Virgen del Rosario Learning Center
It’s 4:30 am when I suddenly awaken. Curses, jet lag! But that’s ok, because at least I have some dawn quiet before the streets fill with cars and tricycles and the occasional street peddler announcing baked goods for sale. I head outside to catch the sunrise and wonder what great things I’m going to do today.
After breakfast, an aunt comes by declaring I’m to accompany her to a “daycare.” I don’t know anything about said daycare, but I like children and agree easily enough. On the way there, I learn it’s a nonprofit school for pre-k, kindergarten, and first graders. Today is their Christmas pageant/party. I arrive with no expectations, but the experience is moving beyond expectation.
To help you imagine this, you should probably know that the daycare is in a little corner of a little provincial town in a 3rd world country; the school is subsidized by donors, and the children are far from affluent. Upon arrival, the sight immediately strikes an emotional chord. At the end of a very narrow dirt road, there is a tall, rough concrete fence with a wide outdoor space within, and modest little building in the middle. Closest to the gate, there is an outdoor stage; and in front of that stage are rows of little plastic chairs, lined up theater style. In each of those chairs is a little child between 3-7 years old. There are at least a hundred of them, all waiting patiently for the Christmas festivities to begin. Farther away and around the perimeter are scattered the parents of these children.
Before I can fully take in the view, grinning silly at the pool of little children, I’m escorted onstage and requested to make the opening remarks. What!? When was someone going to tell me I was commencing the day’s festivities? Additionally, I’m somehow now judging the contests as well: Who are the top dancers? Who created the best parols (Filipino star ornaments)? Who would come up and sing a song?
After the short skits and the contests, it’s time for gift-giving. The children’s parents usher them towards the presents, but the children hesitate. They shy away from approaching the colorfully wrapped packages. At this point I realize they were also reluctant to accept prizes awarded for the earlier contests. Why are the children so shy? For such a large group of tiny things, the noise level is surprisingly minimal. On one hand, they are well-behaved; on the other, it’s a little worrisome that the vast majority of them are so withdrawn.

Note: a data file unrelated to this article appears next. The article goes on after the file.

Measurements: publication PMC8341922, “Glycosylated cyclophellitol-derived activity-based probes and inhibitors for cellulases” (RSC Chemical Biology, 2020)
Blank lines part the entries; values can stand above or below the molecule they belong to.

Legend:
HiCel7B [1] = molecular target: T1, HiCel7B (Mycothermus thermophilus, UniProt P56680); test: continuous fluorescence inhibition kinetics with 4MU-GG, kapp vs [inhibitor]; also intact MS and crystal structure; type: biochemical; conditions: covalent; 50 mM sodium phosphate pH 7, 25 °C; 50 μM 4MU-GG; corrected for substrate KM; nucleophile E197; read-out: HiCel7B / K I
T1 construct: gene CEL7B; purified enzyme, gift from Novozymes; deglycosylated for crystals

Soon, it’s time for food. There are clusters of potluckers scattered around the courtyard, and the teachers urge us to sample food from them all. As the children disperse to eat with their parents, I observe that there are some children still sitting in their little plastic chairs, looking quite uncertain as to what they should do. I approach a little girl in particular who is sitting off to the side on her own.
“Anong pangalan mo?” I ask. What’s your name?
“Monica,” she replies in a barely audible whisper.
“Don’t you want to eat?” Monica shakes her head. “You’re not hungry?” Monica shakes her head again. “Where’s your mommy?”
“At home,” she answers matter-of-factly.
I’m concerned that the girl’s mother isn’t present when so many others are, but who’s to say what’s going on at home? I offer Monica a drink and she finally nods shyly. I walk Monica over to a drink station, where she takes an imperceptible sip from the cup I hand her, and promptly returns the cup to me. I assure her that it’s hers, and she slinks away as someone else asks me a question.
Leaving the school, my heart breaks thinking of the children. I can’t imagine why they seem so subdued: nary a laugh, nary a smile, nary a display of curiosity. On this day of celebration, the children don’t seem to register that there is merrymaking to be had. When we throw candy out into the audience, the parents seem more excited about the sugar than the children do. Because they are so young, it’s easy to understand that they might need to be coaxed out of their shells and grow familiar with the new adults. It’s understandable that they might be soft-spoken or reticent initially. It’s puzzling that they’re so hard-pressed to interact –or even react– to various stimuli. Sure, they might be dressed for the party, but they don’t actually seem to be “here.”
The two teachers tell me about past students. One has gone on to become an engineer, another a TV broadcaster. This inspires new hope in me.
I leave the children reminded of how much I have to be thankful for, and with a desire to revisit soon. I will see these children smile yet.